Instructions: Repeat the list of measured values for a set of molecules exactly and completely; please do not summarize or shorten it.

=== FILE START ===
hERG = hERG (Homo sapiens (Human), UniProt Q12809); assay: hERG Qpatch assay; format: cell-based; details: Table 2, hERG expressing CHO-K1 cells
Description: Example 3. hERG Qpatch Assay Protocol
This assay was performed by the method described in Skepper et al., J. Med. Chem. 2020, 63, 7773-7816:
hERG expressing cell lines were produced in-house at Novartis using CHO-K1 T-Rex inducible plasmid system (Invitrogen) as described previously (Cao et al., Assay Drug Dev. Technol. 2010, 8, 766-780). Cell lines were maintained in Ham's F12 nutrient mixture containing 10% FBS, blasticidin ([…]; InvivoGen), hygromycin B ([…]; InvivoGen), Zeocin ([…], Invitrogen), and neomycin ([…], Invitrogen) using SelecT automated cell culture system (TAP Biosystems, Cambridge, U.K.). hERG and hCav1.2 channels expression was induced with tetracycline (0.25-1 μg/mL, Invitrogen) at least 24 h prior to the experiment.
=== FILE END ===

hERG = hERG (Homo sapiens (Human), UniProt Q12809); assay: hERG Qpatch assay; format: cell-based; details: Table 2, hERG expressing CHO-K1 cells
Description: Example 3. hERG Qpatch Assay Protocol
This assay was performed by the method described in Skepper et al., J. Med. Chem. 2020, 63, 7773-7816:
hERG expressing cell lines were produced in-house at Novartis using CHO-K1 T-Rex inducible plasmid system (Invitrogen) as described previously (Cao et al., Assay Drug Dev. Technol. 2010, 8, 766-780). Cell lines were maintained in Ham's F12 nutrient mixture containing 10% FBS, blasticidin ([…]; InvivoGen), hygromycin B ([…]; InvivoGen), Zeocin ([…], Invitrogen), and neomycin ([…], Invitrogen) using SelecT automated cell culture system (TAP Biosystems, Cambridge, U.K.). hERG and hCav1.2 channels expression was induced with tetracycline (0.25-1 μg/mL, Invitrogen) at least 24 h prior to the experiment.